YOU cannot overstate how important that final kick of Duncan Weir's was in the Stadio Olimpico yesterday.
The difference between a win and another near-miss is huge for Scotland and the character they showed to pull the game against Italy out of the fire was immense.
That's the key point. If this had gone the other way, it is hard to imagine the dejection that would have been hanging over the camp. As it is, the players probably went out in Rome last night, enjoyed a Peroni or two amid the satisfaction of a job well done, and can now start plotting how to do the same to France in two weeks' time.
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The composure Scotland showed to close out the game will be vital in matches to come when they find themselves in the same position knowing how it is done. With France looking as poor as they did against Wales on Friday night, the Scottish players will go into that game with confidence.
The plaudits will head in Weir's direction and rightly so. I know what that is like - it's a true hero or villain moment and you know that in advance, adding to the pressure. You are 30 to 35 metres out and people are hoping you will knock it over but it is really tough.
It was not just Weir, though. The guys who were onside and there to ... not block but accidentally stand in the way ... did an excellent job as well while Chris Cusiter's pass was spot on. One thing that was important for Weir was that he got good contact and got height on it early so, there was no chance of it being charged down. It will do his confidence the world of good and that will spread through the whole squad.
There were other pluses to come out of this game, though. It was great to see Alex Dunbar running in for a couple of tries, that will be a massive boost for him and his confidence; it should move him on to the next level. The line-out functioned well with a 100% record on our own throw plus a couple of steals.
By and large, the guys who came in made a difference. Johnnie Beattie and Richie Gray have both been accused of being a bit lazy at times but they worked their socks off showing why they deserved their recalls.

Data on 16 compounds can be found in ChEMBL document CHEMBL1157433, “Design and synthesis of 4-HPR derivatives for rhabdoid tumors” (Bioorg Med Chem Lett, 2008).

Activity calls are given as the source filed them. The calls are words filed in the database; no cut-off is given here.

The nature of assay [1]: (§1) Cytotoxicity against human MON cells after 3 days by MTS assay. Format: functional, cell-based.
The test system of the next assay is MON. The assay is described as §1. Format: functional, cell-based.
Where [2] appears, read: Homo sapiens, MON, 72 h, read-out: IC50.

We had a lot of possession throughout the game but turned over the ball when it mattered in the first half. After the break, it all changed and suddenly we started to hang on to it a lot better and that was what really made the difference. We didn't go into our shells and go all negative.
Tactically what was important was that the offloading game worked. The players were able to handle the ball securely and when they were finding each other in space, it was always tough for the Italians to cope. The way Sean Lamont set up the final try with his break and offload to Cusiter, who then found Dunbar, was a perfect example of what this team can achieve when they get their game right. There is a bit of creativity there that we have not seen for while and it is so important.
There has been a fair amount of negative chat after the performances against Ireland and England, with people talking about rubbish like suggesting we could be relegated from the Six Nations, but we know how tough it is to go to Rome and win. After all, Scotland had not done it since 2006 and this was only our third Six Nations win there.
Now we have won a game away from home in the Six Nations, which is not an easy job and, more encouraging still, this was the best performance by the team for some time. They showed their best attacking flair for a while, more creativity and more consistency in holding on to the ball.
In playing terms, there was a lot to take encouragement from the game, but the bottom line is that it was a win and, after the recent displays, that is what really matters.
After the England game it looked as though there was nothing much to build on apart from some decent defence, but now we can look at this and say there is something there; something special, something that can work for the Scottish game.
There are still things that need to be tidied up - there were still a few mistakes and the decision making was not always spot-on - but that is tweaking. A win is what matters.